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Black community in historically Black Witherspoon-Jackson neighborhood shrinks

A brown stone church building sits at the corner of Witherspoon and Maclean Streets in Princeton. The sun is setting and there is a black Subaru Outback parked in front.
The Mt. Pisgah AME Church on Witherspoon Street.
Photo by Louisa Gheorghita / The Daily Princetonian

The Witherspoon-Jackson neighborhood, located north of campus along Witherspoon and John Streets, is an area with rich historical and cultural significance as Princeton’s historically Black neighborhood. Yet over the last few decades, the Black population in Witherspoon-Jackson has declined. 

Shirley Satterfield, President of the Witherspoon-Jackson Historical and Cultural Society, told The Daily Princetonian that when walking the streets of Princeton, she can still recall the residents who used to occupy those homes in the past.


“I looked at the houses just the other day, and I said, ‘This is the house where Mr. Tim Taylor used to live.’ It’s now just in this place where this architect works,” she said. “I could just go up and down the streets and just name the people who used to live there.”

Princeton Councilman Leighton Newlin described the importance of Princeton’s Black community and the Witherspoon-Jackson neighborhood to the town, the University, and the nation at large.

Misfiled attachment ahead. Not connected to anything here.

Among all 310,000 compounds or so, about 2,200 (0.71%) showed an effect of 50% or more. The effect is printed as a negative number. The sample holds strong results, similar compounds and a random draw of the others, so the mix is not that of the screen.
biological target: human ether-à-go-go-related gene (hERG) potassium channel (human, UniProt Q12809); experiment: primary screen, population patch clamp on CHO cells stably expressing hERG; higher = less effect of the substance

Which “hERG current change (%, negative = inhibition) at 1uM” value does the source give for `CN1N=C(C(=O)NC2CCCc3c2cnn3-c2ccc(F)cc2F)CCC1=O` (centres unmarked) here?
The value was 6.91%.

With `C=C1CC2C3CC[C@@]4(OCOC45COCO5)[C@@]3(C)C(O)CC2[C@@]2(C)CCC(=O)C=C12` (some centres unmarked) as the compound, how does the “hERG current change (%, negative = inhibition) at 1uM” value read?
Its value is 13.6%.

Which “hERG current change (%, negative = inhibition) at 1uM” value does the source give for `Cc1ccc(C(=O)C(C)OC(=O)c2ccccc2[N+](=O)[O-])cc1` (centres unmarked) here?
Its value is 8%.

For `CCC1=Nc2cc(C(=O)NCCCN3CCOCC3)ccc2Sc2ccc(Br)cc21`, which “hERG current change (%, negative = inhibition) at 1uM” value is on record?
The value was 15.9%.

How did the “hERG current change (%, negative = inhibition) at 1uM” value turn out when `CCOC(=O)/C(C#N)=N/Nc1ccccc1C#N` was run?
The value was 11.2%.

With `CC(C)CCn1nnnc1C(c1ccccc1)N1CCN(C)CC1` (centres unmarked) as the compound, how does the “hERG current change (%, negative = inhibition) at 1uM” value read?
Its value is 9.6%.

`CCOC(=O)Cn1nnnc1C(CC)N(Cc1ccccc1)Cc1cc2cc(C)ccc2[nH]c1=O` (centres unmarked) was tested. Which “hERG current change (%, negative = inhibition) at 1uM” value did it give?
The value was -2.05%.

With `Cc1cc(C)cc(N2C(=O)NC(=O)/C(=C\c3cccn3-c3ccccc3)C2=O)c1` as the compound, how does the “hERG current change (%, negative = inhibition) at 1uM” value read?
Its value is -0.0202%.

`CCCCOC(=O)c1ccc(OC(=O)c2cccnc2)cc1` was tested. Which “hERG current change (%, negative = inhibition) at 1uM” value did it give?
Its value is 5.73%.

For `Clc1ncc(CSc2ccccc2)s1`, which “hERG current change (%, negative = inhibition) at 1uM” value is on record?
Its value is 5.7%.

“Witherspoon-Jackson is the story of the plight, struggle, and resilience of Black people in America and a significant part of the history and relevance of the municipality and the University,” he said.

The ‘Prince’ examined demographic data from United States Censuses going back to 1930 and Princeton High School since the 1980s to examine how the diversity of the town and its schools have changed over time. The data shows that Princeton’s Black community is indeed shrinking, both in Witherspoon-Jackson and across the town, though Princeton’s Hispanic and Asian communities have markedly grown. These trends raise new questions about how Princeton’s Black history can be preserved in the face of demographic change and how to enshrine the stories of Princeton’s Black community for future generations.

Demographic data shows mixed trends


Data dating back to 1930 shows that Princeton’s Black community has shrunk in both numerical size and percentage of the population over time, while the Asian and Hispanic populations have grown dramatically in recent years.

Princeton’s Black population was 1,862 in 1940 and stood at 1,742 in 2020 — though over this period, the white population nearly doubled in size from just over 9,000 to 17,446 in 2020. Princeton, despite a much lower overall population, had a larger Black population in 1940 than in 2020. While the town was about 16 percent Black in 1930, it is just over five percent Black today.